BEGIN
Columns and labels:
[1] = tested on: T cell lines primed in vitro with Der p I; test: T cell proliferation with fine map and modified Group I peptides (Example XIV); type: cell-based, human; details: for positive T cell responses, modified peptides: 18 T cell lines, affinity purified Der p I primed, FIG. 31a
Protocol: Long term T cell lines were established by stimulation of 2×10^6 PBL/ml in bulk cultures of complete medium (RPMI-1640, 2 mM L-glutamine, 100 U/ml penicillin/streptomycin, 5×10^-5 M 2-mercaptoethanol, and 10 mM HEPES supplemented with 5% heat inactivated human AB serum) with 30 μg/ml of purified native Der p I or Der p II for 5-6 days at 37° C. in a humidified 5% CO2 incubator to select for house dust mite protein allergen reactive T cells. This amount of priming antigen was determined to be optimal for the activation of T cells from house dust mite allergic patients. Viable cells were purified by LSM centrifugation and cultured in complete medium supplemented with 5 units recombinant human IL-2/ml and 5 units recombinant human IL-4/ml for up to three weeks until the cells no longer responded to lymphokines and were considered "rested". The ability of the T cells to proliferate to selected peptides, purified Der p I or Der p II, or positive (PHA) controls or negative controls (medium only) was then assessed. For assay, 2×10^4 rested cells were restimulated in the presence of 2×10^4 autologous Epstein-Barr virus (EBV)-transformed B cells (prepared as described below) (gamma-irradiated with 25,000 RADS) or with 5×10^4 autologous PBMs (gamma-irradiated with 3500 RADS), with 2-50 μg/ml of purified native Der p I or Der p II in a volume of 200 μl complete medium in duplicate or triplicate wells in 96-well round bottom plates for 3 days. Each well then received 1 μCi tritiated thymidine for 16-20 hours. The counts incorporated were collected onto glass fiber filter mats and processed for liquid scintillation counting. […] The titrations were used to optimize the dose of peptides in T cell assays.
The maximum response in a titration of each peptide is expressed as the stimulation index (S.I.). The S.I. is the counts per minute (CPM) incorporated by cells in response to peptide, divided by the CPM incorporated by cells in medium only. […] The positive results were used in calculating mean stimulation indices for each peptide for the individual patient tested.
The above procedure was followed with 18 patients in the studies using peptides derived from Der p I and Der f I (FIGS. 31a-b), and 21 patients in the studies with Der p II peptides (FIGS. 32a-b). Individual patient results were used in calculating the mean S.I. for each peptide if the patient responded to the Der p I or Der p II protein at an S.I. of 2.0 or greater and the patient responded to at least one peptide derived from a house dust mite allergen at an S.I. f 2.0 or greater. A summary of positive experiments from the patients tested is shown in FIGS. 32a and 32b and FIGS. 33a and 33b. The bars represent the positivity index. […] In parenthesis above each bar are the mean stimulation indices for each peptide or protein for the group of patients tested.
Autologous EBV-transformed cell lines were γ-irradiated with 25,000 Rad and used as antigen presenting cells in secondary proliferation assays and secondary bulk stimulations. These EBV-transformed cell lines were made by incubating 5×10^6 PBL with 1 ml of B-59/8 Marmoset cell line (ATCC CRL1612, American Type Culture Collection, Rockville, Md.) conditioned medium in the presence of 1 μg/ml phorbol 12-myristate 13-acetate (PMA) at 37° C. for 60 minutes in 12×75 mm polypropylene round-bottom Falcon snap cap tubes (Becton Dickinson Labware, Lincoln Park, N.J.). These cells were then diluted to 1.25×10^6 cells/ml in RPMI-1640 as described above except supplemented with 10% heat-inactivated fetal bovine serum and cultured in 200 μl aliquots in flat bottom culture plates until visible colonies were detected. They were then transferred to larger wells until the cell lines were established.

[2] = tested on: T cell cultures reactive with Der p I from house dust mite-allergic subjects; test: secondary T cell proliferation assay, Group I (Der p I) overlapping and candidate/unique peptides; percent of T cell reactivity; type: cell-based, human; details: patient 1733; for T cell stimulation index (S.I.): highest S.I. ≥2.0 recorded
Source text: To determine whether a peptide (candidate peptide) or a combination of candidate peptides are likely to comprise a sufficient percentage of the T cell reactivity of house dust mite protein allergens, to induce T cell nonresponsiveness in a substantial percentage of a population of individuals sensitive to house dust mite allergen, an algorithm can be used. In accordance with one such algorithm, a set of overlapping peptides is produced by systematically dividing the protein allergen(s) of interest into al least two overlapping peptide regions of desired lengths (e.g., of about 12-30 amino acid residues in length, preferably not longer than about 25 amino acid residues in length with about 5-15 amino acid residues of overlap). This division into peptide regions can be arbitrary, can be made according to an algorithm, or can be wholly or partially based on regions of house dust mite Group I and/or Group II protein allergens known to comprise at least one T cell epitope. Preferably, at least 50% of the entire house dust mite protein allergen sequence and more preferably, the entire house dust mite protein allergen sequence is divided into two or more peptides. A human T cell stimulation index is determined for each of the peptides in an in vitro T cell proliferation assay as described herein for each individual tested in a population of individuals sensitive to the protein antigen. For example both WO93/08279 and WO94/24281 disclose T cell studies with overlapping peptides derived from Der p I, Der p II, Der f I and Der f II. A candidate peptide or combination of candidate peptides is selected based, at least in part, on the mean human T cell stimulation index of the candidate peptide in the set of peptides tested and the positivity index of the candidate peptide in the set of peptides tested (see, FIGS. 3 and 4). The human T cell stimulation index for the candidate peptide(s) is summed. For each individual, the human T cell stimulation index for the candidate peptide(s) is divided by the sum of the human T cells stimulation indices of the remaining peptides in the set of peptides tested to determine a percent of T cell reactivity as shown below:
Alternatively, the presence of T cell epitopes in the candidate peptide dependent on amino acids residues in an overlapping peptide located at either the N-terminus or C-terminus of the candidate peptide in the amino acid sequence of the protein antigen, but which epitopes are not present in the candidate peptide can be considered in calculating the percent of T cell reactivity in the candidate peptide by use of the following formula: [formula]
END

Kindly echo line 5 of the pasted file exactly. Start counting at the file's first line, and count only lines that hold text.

The above procedure was followed with 18 patients in the studies using peptides derived from Der p I and Der f I (FIGS. 31a-b), and 21 patients in the studies with Der p II peptides (FIGS. 32a-b). Individual patient results were used in calculating the mean S.I. for each peptide if the patient responded to the Der p I or Der p II protein at an S.I. of 2.0 or greater and the patient responded to at least one peptide derived from a house dust mite allergen at an S.I. f 2.0 or greater. A summary of positive experiments from the patients tested is shown in FIGS. 32a and 32b and FIGS. 33a and 33b. The bars represent the positivity index. […] In parenthesis above each bar are the mean stimulation indices for each peptide or protein for the group of patients tested.